Raonic beats Monfils for spot in Australian Open semis

Milos Raonic recaps his recipe to beating Gael Monfils in the quarter-finals, and about what he needs to do to be successful in the semis vs. Andy Murray down under.

MELBOURNE, Australia — Canada’s Milos Raonic has made significant changes to his game since the last time he played Andy Murray. It should add an interesting wrinkle to his Australian Open semifinal against the second-seeded Scot.

Raonic reached the final four in Melbourne for the first time Wednesday with a 6-3, 3-6, 6-3, 6-4 victory over Gael Monfils of France. The 25-year-old from Thornhill, Ont., who made his only other Grand Slam semifinal appearance at Wimbledon in 2014, will take a nine-game winning streak into Friday’s matchup with Murray, who beat Spain’s David Ferrer 6-3, 6-7 (5), 6-2, 6-3.

The Canadian already has one of the most impressive power games on the men’s tour. He has made improvements to his volley game of late and it paid off with a title victory at the recent Brisbane International.

Murray, meanwhile, has one of the best return games in the sport and has risen to No. 2 in the world rankings, 12 positions higher than Raonic. They are 4-4 in career head-to-head matches, with Murray winning their last two meetings — in 2015 at Madrid and late 2014 in London.


"As much as I look back on it, even before I went on court today I was paying attention to what he was doing," Raonic said. "Because far from where we were 14 months ago, we're both very different and I think improved players from then.

"So I have certain aspects that I would like to manipulate and use my game in, and I'm sure he's going to try to do a lot of different things too. I think it's going to be a race to who can get in the comfort zone of themselves first."

Raonic is the second Canadian singles player to reach the Australian Open semifinals. The other is Eugenie Bouchard of Westmount, Que., who did it in 2014.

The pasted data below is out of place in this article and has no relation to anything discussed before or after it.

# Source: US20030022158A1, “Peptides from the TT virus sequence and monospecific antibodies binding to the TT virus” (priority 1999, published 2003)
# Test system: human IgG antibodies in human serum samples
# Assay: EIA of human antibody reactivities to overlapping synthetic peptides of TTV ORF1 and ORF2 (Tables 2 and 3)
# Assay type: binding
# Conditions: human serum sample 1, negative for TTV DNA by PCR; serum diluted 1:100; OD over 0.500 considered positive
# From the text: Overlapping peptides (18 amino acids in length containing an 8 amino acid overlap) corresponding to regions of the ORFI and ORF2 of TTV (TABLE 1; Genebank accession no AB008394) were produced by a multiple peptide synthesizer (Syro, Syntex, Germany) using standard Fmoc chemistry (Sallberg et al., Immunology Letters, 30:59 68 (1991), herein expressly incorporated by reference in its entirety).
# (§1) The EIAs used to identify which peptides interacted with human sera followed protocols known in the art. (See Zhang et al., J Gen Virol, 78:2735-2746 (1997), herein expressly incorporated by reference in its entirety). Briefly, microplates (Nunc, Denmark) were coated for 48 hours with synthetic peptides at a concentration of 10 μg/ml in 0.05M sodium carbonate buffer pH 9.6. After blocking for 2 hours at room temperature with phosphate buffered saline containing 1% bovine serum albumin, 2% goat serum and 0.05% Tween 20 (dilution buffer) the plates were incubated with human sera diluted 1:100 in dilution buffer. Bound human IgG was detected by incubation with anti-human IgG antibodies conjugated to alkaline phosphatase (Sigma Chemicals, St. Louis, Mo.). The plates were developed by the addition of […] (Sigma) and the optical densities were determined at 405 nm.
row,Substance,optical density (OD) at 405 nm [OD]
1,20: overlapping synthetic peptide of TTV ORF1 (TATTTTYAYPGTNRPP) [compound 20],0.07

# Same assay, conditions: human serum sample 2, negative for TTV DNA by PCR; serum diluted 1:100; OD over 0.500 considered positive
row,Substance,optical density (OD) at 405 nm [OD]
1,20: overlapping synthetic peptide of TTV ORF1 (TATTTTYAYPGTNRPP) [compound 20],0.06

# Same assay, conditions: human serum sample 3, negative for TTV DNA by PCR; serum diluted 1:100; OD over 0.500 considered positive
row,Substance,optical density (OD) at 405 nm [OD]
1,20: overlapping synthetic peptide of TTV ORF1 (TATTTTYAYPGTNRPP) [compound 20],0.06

He's also just the second Canadian to reach a Grand Slam men's singles semifinal after Robert Powell did it in 1908 at Wimbledon.

Raonic beat Murray on clay in Barcelona in 2012 and they split their hardcourt matches that year at the U.S. Open and in Japan. Raonic also beat Murray on the Indian Wells hardcourt in 2014 and both have a walkover win over the other as well.

"I have a great challenge ahead of me, but I believe I can find a solution," Raonic said. "I'll put in a great effort, I can't wait to make the most of this opportunity."

With the victory over Monfils, Raonic equalled his personal-best winning streak of nine matches from 2012.

"I was creating a bunch of chances for myself," Raonic said.

"I made good use of a few of them -- I then continued to make the most of those little leads."

Raonic, who showed little emotion until the final point, completed the victory in just over two hours. Monfils, who had a 14-10 edge in aces, is now 2-2 lifetime against Raonic, with the other loss coming via walkover.

The Canadian took 35 minutes to win the opening set and he suffered his only break of serve in the second set as Monfils pulled even. Raonic powered back to take the next two sets for the win.

He said he has worked hard to make strides in several areas of his game.

"I think I know better how to use my ground strokes," Raonic said. "But at the same time, because I'm getting to the ball in better position, it's easier. I don't feel like I'm getting hustled around the court that much. I feel like I can find my way back.

"I don't have to go for big shots on the run. I can sort of neutralize a little bit better.

He also has big plans for 2016 with new coach Carlos Moya.

"There are six monumental moments for this year that I really want to put a lot of the attention to: the four Slams, the Olympics, and Toronto is a big one for me.

"It's about really making sure that even those weeks, those tournaments, that I'm improving each day."

Wednesday's match was played with the roof of the Rod Laver Arena closed after rainstorms passed through Melbourne in the late afternoon. That suited Raonic, who grew up playing the game indoors.

"This was ideal for me. I'm used to this and I thought I played great tennis. Playing indoors also gave me some peace of mind."

Top-seed Novak Djokovic of Serbia and No. 3 Roger Federer of Switzerland will play the other semifinal on Thursday. The final is scheduled for Sunday.